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2014

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Rational Design of Self-Assembling Crystal Scaffolds and DNA-Peptide Hybrid Materials

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Since the conception of DNA nanotechnology, the field has evolved towards the development of complex, dynamic 3D structures. The predictability of Watson-Crick base pairing makes DNA an unparalleled building block, and enables exceptional programmability in nanostructure shape and size.

Since the conception of DNA nanotechnology, the field has evolved towards the development of complex, dynamic 3D structures. The predictability of Watson-Crick base pairing makes DNA an unparalleled building block, and enables exceptional programmability in nanostructure shape and size. The work presented in this dissertation focuses on expanding two facets of the field: (1) introducing functionality through the incorporation of peptides to create DNA-peptide hybrid materials, and (2) the development of self-assembling DNA crystal lattices for scaffolding biomolecules. DNA nanostructures have long been proposed as drug delivery vehicles; however, they are not biocompatible because of their low stability in low salt environments and entrapment within the endosome. To address these issues, a functionalized peptide coating was designed to act as a counterion to a six-helix bundle, while simultaneously displaying numerous copies of an endosomal escape peptide to enable cytosolic delivery. This functionalized peptide coating creates a DNA-peptide hybrid material, but does not allow specific positioning or orientation of the peptides. The ability to control those aspects required the synthesis of DNA-peptide or DNA-peptide-DNA conjugates that can be incorporated into the nanostructure. The approach was utilized to produce a synbody where three peptides that bind transferrin with micromolar affinity, which were presented for multivalent binding to optimize affinity. Additionally, two DNA handle was attached to an enzymatically cleavable peptide to link two unique nanostructures. The second DNA handle was also used to constrain the peptide in a cyclic fashion to mimic the cell-adhesive conformations of RGD and PHSRN in fibronectin.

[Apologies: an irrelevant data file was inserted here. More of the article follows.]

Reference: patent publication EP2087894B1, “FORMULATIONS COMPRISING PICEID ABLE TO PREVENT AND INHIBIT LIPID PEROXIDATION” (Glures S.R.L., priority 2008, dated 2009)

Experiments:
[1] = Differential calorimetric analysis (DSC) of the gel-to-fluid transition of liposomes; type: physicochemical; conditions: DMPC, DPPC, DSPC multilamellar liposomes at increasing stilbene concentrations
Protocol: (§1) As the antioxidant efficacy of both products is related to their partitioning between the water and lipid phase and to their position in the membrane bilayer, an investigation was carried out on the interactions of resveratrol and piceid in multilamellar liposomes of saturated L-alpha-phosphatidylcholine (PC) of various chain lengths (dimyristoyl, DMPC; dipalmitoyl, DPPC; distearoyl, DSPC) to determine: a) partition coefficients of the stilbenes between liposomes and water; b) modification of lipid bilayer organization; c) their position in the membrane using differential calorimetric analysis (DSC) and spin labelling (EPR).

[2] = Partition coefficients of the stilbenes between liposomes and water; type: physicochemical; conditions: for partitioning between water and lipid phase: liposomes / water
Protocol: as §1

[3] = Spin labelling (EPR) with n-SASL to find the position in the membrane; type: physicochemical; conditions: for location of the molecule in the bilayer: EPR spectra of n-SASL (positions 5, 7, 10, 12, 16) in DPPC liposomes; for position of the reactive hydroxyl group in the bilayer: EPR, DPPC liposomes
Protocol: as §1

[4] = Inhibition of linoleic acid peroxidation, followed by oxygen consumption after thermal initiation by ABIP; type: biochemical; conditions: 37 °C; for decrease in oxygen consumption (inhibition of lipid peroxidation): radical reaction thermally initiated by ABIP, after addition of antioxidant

The original goal of DNA nanotechnology was to use a crystalline lattice made of DNA to host proteins for their structural determination using X-ray crystallography. The work presented here takes significant steps towards achieving this goal, including elucidating design rules to control cavity size within the scaffold for accommodating guest molecules of unique sizes, approaches to improve the atomic detail of the scaffold, and strategies to modulate the symmetry of each unique lattice. Finally, this work surveys methodologies towards the incorporation of several guest molecules, with promising preliminary results that constitute a significant advancement towards the ultimate goal of the field.

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2021